Jan. 8, 2007
By Jason Vondersmith
The Portland Tribune
Jan 2, 2007
Three former teammates at the University of Portland could make their major league baseball debuts at some point in 2007.
Which raises the question: Why did coach Chris Sperry's 2002 Pilots, who featured pitcher Eric Hull, outfielder Kory Casto and infielder Travis Hanson, only go 24-30 overall and 16-14 in the West Coast Conference?
"Our starting nine could go against any in the league," says Hull, a Los Angeles Dodger farmhand who pitched at Class AAA Las Vegas last year. "We weren't as deep -- not a lot of reserve players."
Casto, who could break camp with the Washington Nationals this year, says that "we were an all right team; winning in the WCC isn't easy." Pro potential with some players doesn't always translate into good college teams, either, he adds.
"It's a more refined game, quicker, less `hurrah' stuff. It's a grind," he says of the pros. "(College) guys aren't always the players that they're going to be."
Hanson will play Triple-A in Memphis this year -- still very much on St. Louis' radar after an illness ruined his 2006 season.
"Even the guys who weren't drafted (at UP) were good," he says.
Casto, Hull and Hanson are on the 40-man roster. Stepping up is the hard part, and Casto is the one with the best shot this season.
Casto, 25, has been consistent and good for three years. He hit .272 with 20 homers and 80 RBIs for Class AA Harrisburg last season. He also switched from third base to left field, with Washington maneuvering to call him up if the Nationals traded Alfonso Soriano.
Washington held on to Soriano but traded him in the offseason, leaving Casto to compete with Ryan Church and former Seattle player Chris Snelling in left.
"It seems like I'll get a fair shot," says Casto, who attended North Marion High and lives in Sherwood. "They don't let you know what's going on. I'm going to get a chance."
Casto has been named Washington's minor league player of the year after the past two seasons. Before his good Double-A season, he hit .290 with 22 homers and 90 RBIs at Class A Potomac in 2005 and .286 with 16 homers and 88 RBIs at Class A Savannah in 2004. He knows how to hit and feels comfortable back in the outfield. The Nationals have been impressed.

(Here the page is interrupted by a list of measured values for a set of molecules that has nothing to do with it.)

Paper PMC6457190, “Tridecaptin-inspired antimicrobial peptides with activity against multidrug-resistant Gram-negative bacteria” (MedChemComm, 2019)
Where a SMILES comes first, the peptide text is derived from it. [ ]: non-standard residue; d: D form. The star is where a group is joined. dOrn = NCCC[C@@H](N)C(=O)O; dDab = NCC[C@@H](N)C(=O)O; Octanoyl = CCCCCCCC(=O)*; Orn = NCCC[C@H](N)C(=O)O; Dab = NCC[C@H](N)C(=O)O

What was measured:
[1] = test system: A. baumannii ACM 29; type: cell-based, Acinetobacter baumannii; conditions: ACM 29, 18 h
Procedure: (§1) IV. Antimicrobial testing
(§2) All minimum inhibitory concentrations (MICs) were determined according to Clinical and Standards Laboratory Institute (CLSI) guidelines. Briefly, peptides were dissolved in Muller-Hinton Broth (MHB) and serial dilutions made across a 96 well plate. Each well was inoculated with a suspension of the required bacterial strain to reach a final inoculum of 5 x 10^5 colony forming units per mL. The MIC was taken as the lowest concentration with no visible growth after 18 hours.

"I like his bat, his character and his defense," the team's assistant general manager, Bob Boone, said last season. "He is a very superior left fielder. He will not chase pitches."
Consistency's the thing
The 6-1, 200-pound Casto, who hit better than .300 in Arizona Fall League, has a good approach at hitting -- maybe his best attribute. He had more than 80 walks the past two seasons.
"Consistency is what they're looking for," says Casto, who will play Triple-A at Columbus, Ohio, if he doesn't make the Nationals.
Casto and Hanson, who turns 26 on Jan. 24, work out together at UP in the offseason. They're both similar hitters: left-handers who hit the ball to all fields. Hanson grew up in Port Orchard, Wash., and married the former Lauren Orlandos, a current Pilot assistant soccer coach and ex-UP star defender. The couple lives near the UP campus.
Hanson hit .284 with 20 homers and 97 RBIs for Double-A Springfield in 2005. He started the 2006 training camp well, only to be stricken with an illness that put him out for 10 days -- he lost 15 pounds in five days. Hanson never fully recovered and batted just .223 with three homers and 38 RBIs at Springfield and Triple-A Memphis.
"I don't want to make excuses, but looking back at how good I felt in batting practice the day before (the illness)," he says, "I never came close to that the rest of the season."
Doctors later said he had cryptosporidium, a parasite that probably knocked him down in 2005 as well. "It can be dormant," he says. "I have no clue -- I don't know if it will come back."
Triple-A's the charm?
Hanson says making the Cardinals in spring training isn't realistic, but he wants to prove himself at Triple-A this season. He is likely to play third base, where his defense has improved.
"I'm hoping to have a solid season and get a September call-up," he says.
Hanson's Memphis team faced Hull's Las Vegas team in Pacific Coast League action this year. Hanson told his teammates to be careful, because Hull was "dead-on with his fastball, a precision control guy."
Hull, who lives near Yakima, Wash., says the presence of veteran pitchers with the Dodgers probably will prevent him from making the club.
"I'd have to have a great spring," says Hull, 27.
He went 2-4 with a 4.19 ERA in 44 games and 73 innings for Las Vegas last season.
"I'm pretty much in the bullpen from now on," he says. "The next step is, I'm going to have to show I can throw a breaking ball in different counts. I've relied on fastball location to get out of jams."